Exercise Problems 101: Lower Back Pain from Squats
If there's one thing that fitness buffs and health enthusiasts agree on, it is the importance of having an exercise regimen. More often than not, these exercises would have squats incorporated in them. However, almost everyone who does squats will tell you that they experienced lower back pain from squats. It is like a given thing for squats. Why is this so? What can you do to prevent this?
Top 5 Reasons for Lower Back Pain From Squats
1. The Bar May Be Too High
Remember that when you are squatting high bar, your position must not be similar to how you sit when doing a squatting low bar. When you do, you will surely get lower back pain. This is because the barbell is now way too far from your center of gravity.
- You can prevent this by squatting high bar while keeping an upright torso or by putting the bar lower and sitting back. If you are a beginner with squats, it is highly suggested that you squat low bar to achieve better leverage. In time, you'll be able to gain more muscle because you can lift more weight.
2. You May Be Squatting Too Deep
Keep in mind that you can't squat low bar too deeply that your buttocks would touch the floor. This is because a high bar position is necessary for that. If you will employ a high bar position with a rock bottom squat, you have to make sure that you have the needed flexibility. Otherwise, you will end up having your lower back rounding up at your bottom and this will hurt you as soon as you are squatting weights.
- To prevent lower back pain, try to squat low bar then stop as soon as you are parallel. Your knees and lower back will thank you. And you'll be able to squat with more weight.
3. You May Be Loose on Your Squat
One of the reasons why you still end up rounding at the bottom even when not squatting too deep is that you are losing tension at the bottom of the squat.
How to stay tight:
- Squat down while sitting back with the hips. Tighten the lower back by pushing the tailbone towards the ceiling. This will tilt your tailbone back.
- Pinch the psoas muscle. Once you do this, your lower back will automatically straighten, and then pinch on the muscle between the upper thighs and belly.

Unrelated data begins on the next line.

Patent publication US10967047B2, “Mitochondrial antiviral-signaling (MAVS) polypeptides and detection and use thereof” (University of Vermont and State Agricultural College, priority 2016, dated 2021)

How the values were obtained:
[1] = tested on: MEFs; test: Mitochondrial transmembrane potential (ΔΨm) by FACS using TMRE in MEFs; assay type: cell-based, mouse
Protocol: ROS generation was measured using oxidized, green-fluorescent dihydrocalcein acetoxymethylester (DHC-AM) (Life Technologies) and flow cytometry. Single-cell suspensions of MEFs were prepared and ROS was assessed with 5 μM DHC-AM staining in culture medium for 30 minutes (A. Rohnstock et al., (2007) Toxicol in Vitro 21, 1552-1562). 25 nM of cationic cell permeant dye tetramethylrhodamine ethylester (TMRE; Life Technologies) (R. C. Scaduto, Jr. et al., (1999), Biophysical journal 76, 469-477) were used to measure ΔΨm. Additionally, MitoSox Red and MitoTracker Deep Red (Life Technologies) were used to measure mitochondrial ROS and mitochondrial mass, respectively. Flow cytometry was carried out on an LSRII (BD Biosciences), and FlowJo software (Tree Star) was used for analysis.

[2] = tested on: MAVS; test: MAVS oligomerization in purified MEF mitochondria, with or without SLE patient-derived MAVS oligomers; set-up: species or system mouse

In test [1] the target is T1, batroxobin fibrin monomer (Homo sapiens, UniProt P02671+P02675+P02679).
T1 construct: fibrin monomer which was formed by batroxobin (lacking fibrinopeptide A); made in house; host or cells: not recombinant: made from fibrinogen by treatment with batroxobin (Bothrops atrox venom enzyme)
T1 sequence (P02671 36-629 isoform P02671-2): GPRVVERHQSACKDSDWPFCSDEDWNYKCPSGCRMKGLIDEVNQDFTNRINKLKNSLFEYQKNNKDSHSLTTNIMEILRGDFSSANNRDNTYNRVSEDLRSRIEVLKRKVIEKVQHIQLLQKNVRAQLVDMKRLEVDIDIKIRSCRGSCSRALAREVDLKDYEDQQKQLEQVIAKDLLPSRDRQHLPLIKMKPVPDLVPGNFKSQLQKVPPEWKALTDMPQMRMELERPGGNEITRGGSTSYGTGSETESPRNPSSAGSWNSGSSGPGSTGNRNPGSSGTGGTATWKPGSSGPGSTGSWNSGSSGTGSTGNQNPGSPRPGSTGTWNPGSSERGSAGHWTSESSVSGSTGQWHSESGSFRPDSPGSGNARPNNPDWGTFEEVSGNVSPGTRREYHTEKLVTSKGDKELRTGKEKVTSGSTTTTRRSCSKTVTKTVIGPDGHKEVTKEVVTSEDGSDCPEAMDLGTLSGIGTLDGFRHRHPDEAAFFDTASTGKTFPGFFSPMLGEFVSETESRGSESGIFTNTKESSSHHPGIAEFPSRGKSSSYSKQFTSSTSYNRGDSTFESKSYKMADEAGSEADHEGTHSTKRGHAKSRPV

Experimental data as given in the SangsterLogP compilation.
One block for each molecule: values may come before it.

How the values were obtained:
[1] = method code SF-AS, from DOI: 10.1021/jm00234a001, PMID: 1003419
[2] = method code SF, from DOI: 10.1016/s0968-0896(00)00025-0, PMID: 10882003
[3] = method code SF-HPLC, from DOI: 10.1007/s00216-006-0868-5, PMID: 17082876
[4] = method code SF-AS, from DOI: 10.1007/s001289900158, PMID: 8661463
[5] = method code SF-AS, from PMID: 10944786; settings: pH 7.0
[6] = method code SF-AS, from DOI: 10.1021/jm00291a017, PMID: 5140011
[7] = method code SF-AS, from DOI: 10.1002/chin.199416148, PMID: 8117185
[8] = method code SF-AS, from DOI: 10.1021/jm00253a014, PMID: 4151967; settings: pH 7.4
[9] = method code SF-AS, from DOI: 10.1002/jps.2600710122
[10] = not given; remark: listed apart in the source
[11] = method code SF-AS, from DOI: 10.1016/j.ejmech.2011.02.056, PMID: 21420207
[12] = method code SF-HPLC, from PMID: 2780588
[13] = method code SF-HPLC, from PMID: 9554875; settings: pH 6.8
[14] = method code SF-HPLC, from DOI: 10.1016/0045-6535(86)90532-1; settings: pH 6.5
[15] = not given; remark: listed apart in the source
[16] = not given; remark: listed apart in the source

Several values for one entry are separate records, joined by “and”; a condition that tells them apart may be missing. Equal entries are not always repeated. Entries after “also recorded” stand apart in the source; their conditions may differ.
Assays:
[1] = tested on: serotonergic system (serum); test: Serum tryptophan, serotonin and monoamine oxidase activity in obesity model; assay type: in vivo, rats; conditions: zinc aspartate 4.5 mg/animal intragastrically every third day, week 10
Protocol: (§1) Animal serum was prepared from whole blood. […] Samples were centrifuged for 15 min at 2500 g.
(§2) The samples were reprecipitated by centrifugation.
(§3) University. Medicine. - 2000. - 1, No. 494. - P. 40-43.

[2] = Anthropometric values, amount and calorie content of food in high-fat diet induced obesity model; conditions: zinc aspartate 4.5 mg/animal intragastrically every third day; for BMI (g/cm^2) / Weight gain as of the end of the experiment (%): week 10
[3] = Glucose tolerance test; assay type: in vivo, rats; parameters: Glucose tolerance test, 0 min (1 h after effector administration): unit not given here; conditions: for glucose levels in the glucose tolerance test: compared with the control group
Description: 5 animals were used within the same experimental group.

- Strengthen your upper back. Remember that you cannot tighten your lower back while your upper back is not tight. Do it by lifting your chest and keeping shoulder blades tight.
These positions may be awkward at first especially if your hips are used to prolonged sitting.
4. You Are Not Maximizing Your Gluteus Muscles
If you are spending way too much time sitting, your first instinct when it comes to squats will make you squat with an arched lower back. This hyperextension is just as bad as rounding the lower back at the bottom. What you can do to make your lower back start at a neutral position is by using your gluteus muscles as you squat.
- Bring your knees out. Your stance should be at least at shoulder width. Outwardly rotate your hips as you squat.
- Keep your feet flat on the floor so as to create a hollow area that would allow you to bring your knees out more effectively.
- End the lockout part of your squats by bringing hips forward while contracting your gluteus muscle.
5. You Are Forgetting About Your Abs
Maybe you are squatting while your belly is pulled in to stimulate the TVA. But this is wrong, that practice will cause you to have hernia secondary to rounding of your lower back.
- The right way of doing a squat is by taking a full breath before squatting, filling the belly with air before bringing the abs out. The increase in pressure inside your belly would give support to your back that will power your squat.
To effectively use your abs, you can choose to wear a powerlifting belt during squats. But, you must wear about a notch loose so you can still pull some air into your belly and do your squats as you push the abs towards the belt.
Once you do your squats and you experience lower back pains, reconsider your technique. More often than not, it is the technique that is problematic and not the exercise. Even Mercola tags squats as the misunderstood exercise. Why? Because there are just so many benefits that you can get with this exercise. As a matter of fact, Dr. Mercola suggests that this should be part and parcel of every exercise regimen. It's simple to do, does not need any equipment, and can be performed anywhere.
Will you do squats daily?
Frequency of squats in your Exercise
Benefits of Squatting
Don't give up squatting because it causes back pain. Use the techniques above to correct your technique and be inspired by the exercise's many benefits:
- It is a functional exercise that would allow you to make everyday activities way easier.
- Squats allow you to effectively build muscles in your whole body starting from hamstrings, quadriceps, and calves.
- It helps you burn more fats. Having more muscles in your body will rapidly lose more fats.
- Doing regular squats will help your body maintain mobility and balance better. As you get older, balance and mobility are often compromised. You can prevent this by having strong legs through squats.
- As a result of the above mentioned increase in balance, you will also prevent more injuries.
- If you are into sports, you can definitely benefit from squats as this will give you strong legs that are crucial from jumping higher and running faster.
- Who doesn't want a toned body? If you dream of having toned abs and backside, give squats a go.
- Remove toxic wastes from your body. Yes, squats help your body eliminate waste by helping in the distribution of body fluids and delivery of nutrients to the body.
Will an easily preventable lower back pain from squats stop you from being healthy? Make your choice.